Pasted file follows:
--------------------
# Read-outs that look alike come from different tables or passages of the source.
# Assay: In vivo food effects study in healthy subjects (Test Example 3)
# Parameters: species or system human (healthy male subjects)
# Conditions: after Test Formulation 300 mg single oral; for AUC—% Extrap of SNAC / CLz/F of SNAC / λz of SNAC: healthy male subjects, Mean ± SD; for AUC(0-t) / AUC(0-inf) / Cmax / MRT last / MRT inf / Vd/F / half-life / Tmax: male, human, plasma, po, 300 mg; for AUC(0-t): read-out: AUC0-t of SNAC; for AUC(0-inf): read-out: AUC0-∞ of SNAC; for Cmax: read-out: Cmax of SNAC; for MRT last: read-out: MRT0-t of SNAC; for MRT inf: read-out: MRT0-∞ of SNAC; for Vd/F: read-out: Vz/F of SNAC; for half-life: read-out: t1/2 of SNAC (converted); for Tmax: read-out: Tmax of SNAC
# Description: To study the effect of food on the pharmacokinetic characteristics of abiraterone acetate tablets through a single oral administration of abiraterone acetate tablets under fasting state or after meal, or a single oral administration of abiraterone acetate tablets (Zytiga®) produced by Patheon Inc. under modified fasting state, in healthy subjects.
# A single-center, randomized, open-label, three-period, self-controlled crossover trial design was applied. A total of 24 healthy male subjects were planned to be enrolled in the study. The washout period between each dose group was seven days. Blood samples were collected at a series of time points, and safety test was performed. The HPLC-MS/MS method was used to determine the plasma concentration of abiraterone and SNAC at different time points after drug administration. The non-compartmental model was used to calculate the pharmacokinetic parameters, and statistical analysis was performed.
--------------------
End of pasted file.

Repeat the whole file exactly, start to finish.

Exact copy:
# Read-outs that look alike come from different tables or passages of the source.
# Assay: In vivo food effects study in healthy subjects (Test Example 3)
# Parameters: species or system human (healthy male subjects)
# Conditions: after Test Formulation 300 mg single oral; for AUC—% Extrap of SNAC / CLz/F of SNAC / λz of SNAC: healthy male subjects, Mean ± SD; for AUC(0-t) / AUC(0-inf) / Cmax / MRT last / MRT inf / Vd/F / half-life / Tmax: male, human, plasma, po, 300 mg; for AUC(0-t): read-out: AUC0-t of SNAC; for AUC(0-inf): read-out: AUC0-∞ of SNAC; for Cmax: read-out: Cmax of SNAC; for MRT last: read-out: MRT0-t of SNAC; for MRT inf: read-out: MRT0-∞ of SNAC; for Vd/F: read-out: Vz/F of SNAC; for half-life: read-out: t1/2 of SNAC (converted); for Tmax: read-out: Tmax of SNAC
# Description: To study the effect of food on the pharmacokinetic characteristics of abiraterone acetate tablets through a single oral administration of abiraterone acetate tablets under fasting state or after meal, or a single oral administration of abiraterone acetate tablets (Zytiga®) produced by Patheon Inc. under modified fasting state, in healthy subjects.
# A single-center, randomized, open-label, three-period, self-controlled crossover trial design was applied. A total of 24 healthy male subjects were planned to be enrolled in the study. The washout period between each dose group was seven days. Blood samples were collected at a series of time points, and safety test was performed. The HPLC-MS/MS method was used to determine the plasma concentration of abiraterone and SNAC at different time points after drug administration. The non-compartmental model was used to calculate the pharmacokinetic parameters, and statistical analysis was performed.